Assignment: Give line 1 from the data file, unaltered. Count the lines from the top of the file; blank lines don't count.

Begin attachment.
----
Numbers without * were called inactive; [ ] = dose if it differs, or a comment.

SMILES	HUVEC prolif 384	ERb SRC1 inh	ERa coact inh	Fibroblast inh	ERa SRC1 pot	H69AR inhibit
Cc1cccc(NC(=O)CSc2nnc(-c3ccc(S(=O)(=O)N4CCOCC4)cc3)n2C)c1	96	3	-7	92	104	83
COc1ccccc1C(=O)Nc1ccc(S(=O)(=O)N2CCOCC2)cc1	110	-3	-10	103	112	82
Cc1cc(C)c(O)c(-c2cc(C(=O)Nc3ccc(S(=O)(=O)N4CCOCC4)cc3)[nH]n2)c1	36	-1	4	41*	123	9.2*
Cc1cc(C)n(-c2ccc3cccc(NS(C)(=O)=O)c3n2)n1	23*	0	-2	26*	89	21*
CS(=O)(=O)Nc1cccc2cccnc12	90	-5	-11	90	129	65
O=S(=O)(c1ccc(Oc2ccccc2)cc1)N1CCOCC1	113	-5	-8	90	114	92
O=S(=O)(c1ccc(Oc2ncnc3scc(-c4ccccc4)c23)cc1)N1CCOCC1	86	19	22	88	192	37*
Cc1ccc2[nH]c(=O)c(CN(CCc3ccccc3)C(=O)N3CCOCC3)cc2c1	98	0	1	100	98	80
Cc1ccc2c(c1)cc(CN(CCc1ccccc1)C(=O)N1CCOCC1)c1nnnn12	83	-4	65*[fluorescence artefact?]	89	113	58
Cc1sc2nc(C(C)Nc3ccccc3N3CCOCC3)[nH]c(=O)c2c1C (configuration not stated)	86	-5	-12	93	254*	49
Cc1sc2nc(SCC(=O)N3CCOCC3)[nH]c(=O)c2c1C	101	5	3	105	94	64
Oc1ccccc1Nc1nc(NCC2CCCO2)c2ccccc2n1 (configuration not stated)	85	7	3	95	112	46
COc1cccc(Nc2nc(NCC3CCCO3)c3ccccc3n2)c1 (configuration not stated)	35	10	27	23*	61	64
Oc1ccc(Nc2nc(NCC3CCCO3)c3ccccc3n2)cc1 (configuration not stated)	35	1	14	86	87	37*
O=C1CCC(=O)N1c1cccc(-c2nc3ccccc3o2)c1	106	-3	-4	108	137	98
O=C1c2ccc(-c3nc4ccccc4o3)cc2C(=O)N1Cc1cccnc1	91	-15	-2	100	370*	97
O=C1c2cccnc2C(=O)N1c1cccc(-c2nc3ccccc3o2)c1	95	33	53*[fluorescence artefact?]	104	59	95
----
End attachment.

Numbers without * were called inactive; [ ] = dose if it differs, or a comment.